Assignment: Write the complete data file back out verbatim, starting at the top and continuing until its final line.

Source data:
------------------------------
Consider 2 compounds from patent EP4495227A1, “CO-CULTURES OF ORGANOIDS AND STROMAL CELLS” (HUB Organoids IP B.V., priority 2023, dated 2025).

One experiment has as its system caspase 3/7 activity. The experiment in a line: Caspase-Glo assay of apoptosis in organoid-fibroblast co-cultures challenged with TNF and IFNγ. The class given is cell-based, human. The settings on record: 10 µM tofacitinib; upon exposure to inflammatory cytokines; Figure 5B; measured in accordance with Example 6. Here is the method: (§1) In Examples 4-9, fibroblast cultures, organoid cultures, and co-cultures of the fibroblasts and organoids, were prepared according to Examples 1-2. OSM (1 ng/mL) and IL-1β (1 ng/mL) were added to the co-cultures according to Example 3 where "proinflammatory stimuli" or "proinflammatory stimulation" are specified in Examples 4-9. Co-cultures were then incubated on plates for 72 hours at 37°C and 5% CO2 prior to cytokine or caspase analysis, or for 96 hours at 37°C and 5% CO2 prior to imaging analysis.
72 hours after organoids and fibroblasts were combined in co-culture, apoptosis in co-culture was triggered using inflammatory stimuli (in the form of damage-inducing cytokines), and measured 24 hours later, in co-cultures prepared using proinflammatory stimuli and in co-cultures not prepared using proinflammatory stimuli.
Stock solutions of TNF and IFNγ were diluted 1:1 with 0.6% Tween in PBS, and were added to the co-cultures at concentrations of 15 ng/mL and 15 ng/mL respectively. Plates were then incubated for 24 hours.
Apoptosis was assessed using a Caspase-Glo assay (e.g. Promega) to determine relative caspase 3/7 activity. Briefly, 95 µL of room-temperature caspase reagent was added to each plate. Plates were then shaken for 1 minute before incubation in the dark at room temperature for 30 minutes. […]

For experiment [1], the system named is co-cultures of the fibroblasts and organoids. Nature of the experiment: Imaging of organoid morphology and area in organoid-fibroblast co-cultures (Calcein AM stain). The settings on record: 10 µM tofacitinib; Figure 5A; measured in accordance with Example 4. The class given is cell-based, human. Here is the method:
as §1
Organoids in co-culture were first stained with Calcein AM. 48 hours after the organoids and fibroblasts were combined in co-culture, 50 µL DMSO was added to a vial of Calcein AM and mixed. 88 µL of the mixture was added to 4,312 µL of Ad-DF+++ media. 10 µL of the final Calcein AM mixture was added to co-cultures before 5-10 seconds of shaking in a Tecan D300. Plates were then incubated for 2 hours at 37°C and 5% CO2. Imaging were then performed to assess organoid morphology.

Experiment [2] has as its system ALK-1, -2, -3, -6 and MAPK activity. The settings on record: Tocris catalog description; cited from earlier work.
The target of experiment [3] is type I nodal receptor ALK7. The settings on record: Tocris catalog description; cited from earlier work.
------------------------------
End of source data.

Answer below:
Consider 2 compounds from patent EP4495227A1, “CO-CULTURES OF ORGANOIDS AND STROMAL CELLS” (HUB Organoids IP B.V., priority 2023, dated 2025).

One experiment has as its system caspase 3/7 activity. The experiment in a line: Caspase-Glo assay of apoptosis in organoid-fibroblast co-cultures challenged with TNF and IFNγ. The class given is cell-based, human. The settings on record: 10 µM tofacitinib; upon exposure to inflammatory cytokines; Figure 5B; measured in accordance with Example 6. Here is the method: (§1) In Examples 4-9, fibroblast cultures, organoid cultures, and co-cultures of the fibroblasts and organoids, were prepared according to Examples 1-2. OSM (1 ng/mL) and IL-1β (1 ng/mL) were added to the co-cultures according to Example 3 where "proinflammatory stimuli" or "proinflammatory stimulation" are specified in Examples 4-9. Co-cultures were then incubated on plates for 72 hours at 37°C and 5% CO2 prior to cytokine or caspase analysis, or for 96 hours at 37°C and 5% CO2 prior to imaging analysis.
72 hours after organoids and fibroblasts were combined in co-culture, apoptosis in co-culture was triggered using inflammatory stimuli (in the form of damage-inducing cytokines), and measured 24 hours later, in co-cultures prepared using proinflammatory stimuli and in co-cultures not prepared using proinflammatory stimuli.
Stock solutions of TNF and IFNγ were diluted 1:1 with 0.6% Tween in PBS, and were added to the co-cultures at concentrations of 15 ng/mL and 15 ng/mL respectively. Plates were then incubated for 24 hours.
Apoptosis was assessed using a Caspase-Glo assay (e.g. Promega) to determine relative caspase 3/7 activity. Briefly, 95 µL of room-temperature caspase reagent was added to each plate. Plates were then shaken for 1 minute before incubation in the dark at room temperature for 30 minutes. […]

For experiment [1], the system named is co-cultures of the fibroblasts and organoids. Nature of the experiment: Imaging of organoid morphology and area in organoid-fibroblast co-cultures (Calcein AM stain). The settings on record: 10 µM tofacitinib; Figure 5A; measured in accordance with Example 4. The class given is cell-based, human. Here is the method:
as §1
Organoids in co-culture were first stained with Calcein AM. 48 hours after the organoids and fibroblasts were combined in co-culture, 50 µL DMSO was added to a vial of Calcein AM and mixed. 88 µL of the mixture was added to 4,312 µL of Ad-DF+++ media. 10 µL of the final Calcein AM mixture was added to co-cultures before 5-10 seconds of shaking in a Tecan D300. Plates were then incubated for 2 hours at 37°C and 5% CO2. Imaging were then performed to assess organoid morphology.

Experiment [2] has as its system ALK-1, -2, -3, -6 and MAPK activity. The settings on record: Tocris catalog description; cited from earlier work.
The target of experiment [3] is type I nodal receptor ALK7. The settings on record: Tocris catalog description; cited from earlier work.